“The 24-hour news cycle constantly covering the worst parts of this current health crisis can bring about anxiety, stress and worry and possibly trigger a relapse,” says Dr. Lawrence Weinstein, chief medical officer at American Addiction Centers. “For those in recovery, compounded with mandated social distancing, it may be too much.”
Although the risk of relapse is real, this is also a time that the recovery community can shine. People in recovery are used to overcoming challenging circumstances and adapting to new routines, which will be important for everyone.
“This is a moment when nothing is more important than all of us sticking together to walk through this challenge,” says William C. Moyers, the vice president of public affairs and community relations at the Hazelden Betty Ford Foundation, who has been in recovery for 30 years.
Recognize that social isolation is different from the isolation caused by addiction
Addiction is a disease that thrives in isolation. So, it’s not surprising that many people in recovery might be triggered by social distancing and staying home. Yet, it’s important to recognize that the isolation we’re practicing right now is entirely different from the isolation caused by addiction.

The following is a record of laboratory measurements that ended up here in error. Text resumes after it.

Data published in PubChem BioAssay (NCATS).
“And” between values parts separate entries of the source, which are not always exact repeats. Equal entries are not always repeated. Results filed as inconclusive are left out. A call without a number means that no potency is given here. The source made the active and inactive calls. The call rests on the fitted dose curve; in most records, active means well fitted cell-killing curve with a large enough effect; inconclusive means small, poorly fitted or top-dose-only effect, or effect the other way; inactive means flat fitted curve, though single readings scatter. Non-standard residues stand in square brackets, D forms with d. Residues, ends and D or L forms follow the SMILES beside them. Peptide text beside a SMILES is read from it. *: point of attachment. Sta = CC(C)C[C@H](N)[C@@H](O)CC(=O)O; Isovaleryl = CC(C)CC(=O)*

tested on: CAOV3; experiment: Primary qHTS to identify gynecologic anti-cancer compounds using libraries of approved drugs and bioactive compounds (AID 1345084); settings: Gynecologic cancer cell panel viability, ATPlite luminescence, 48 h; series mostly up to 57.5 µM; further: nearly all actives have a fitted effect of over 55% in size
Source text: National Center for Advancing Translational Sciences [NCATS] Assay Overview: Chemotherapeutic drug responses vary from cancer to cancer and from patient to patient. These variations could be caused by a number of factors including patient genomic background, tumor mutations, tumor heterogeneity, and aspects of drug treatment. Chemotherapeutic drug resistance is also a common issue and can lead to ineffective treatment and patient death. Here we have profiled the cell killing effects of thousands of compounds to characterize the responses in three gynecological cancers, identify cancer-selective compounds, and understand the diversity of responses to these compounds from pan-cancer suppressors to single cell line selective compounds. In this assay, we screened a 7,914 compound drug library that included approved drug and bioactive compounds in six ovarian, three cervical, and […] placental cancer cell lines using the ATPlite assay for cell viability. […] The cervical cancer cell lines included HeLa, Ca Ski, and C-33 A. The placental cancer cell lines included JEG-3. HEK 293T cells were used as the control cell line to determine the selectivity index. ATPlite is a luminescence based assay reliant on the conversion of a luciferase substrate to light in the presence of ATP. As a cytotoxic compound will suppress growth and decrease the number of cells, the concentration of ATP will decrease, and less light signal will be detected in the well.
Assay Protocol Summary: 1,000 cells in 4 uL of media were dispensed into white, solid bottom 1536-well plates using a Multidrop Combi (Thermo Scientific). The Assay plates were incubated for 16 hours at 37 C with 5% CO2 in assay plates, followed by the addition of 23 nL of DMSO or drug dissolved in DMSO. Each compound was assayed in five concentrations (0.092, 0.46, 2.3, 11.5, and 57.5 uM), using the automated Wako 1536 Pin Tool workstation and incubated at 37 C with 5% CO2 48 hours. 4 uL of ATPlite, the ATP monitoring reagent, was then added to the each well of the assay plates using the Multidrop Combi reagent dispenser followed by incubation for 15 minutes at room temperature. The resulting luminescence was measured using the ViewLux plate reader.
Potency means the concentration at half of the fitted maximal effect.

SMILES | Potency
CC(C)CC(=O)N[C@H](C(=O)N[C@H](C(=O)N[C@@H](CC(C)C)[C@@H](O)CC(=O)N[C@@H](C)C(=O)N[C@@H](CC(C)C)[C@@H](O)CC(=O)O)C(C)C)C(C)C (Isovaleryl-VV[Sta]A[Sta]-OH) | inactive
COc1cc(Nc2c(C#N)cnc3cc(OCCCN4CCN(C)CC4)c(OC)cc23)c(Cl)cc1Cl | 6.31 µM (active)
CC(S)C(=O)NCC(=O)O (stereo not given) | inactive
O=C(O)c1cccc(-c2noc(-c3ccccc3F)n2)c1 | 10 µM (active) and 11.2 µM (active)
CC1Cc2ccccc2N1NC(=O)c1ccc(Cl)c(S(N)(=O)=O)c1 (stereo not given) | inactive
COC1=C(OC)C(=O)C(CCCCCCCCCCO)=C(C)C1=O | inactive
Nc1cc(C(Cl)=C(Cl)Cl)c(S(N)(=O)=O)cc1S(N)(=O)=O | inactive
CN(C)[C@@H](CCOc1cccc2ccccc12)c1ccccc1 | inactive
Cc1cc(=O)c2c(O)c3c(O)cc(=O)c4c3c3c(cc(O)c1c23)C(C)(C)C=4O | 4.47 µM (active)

“A big component of isolation in addiction is stigma and shame,” Moyers says. The physical isolation during social distancing is a lot less powerful then the deep-seated isolation brought on by feeling ashamed about your substance abuse. Honesty, openness, connection and commitment — the cornerstones of recovery — will help keep you from feeling isolated, even when you’re stuck at home.
While the isolation caused by addiction can be detrimental, the isolation from social distancing will save lives, Weinstein says. Focusing on that can help you stay positive and feel connected with others who are also sacrificing.
“The isolation that can be felt during social distancing can be reframed as a temporary measure for the greater good of our community and the most vulnerable among us,” Weinstein says.
Take steps to stay connected
When you’re stuck at home, it can be easy to withdraw. To combat that, now is the time to consciously reach out to the people in your recovery community.
“This pandemic is not an excuse to disconnect,” Moyers says.
Digital meetings and substance abuse hotlines are more available than ever right now, so there’s no excuse for not keeping connected to your recovery support systems.
“Just because you need to isolate physically, doesn’t mean you have to do it emotionally,” says Asher Gottesman, a recovery professional and podcast host.
Checking in with a recovery group or even calling individuals you care about is more important than ever. In a moment of crisis or weakness, picking up the phone can be lifesaving.
Right now, things feel out of control. You can reclaim a bit of control by making a routine for your day-to-day activities and for maintaining your recovery during this time.
“As a counterbalance to a great deal of change, a routine can act as an anchor,” Weinstein says.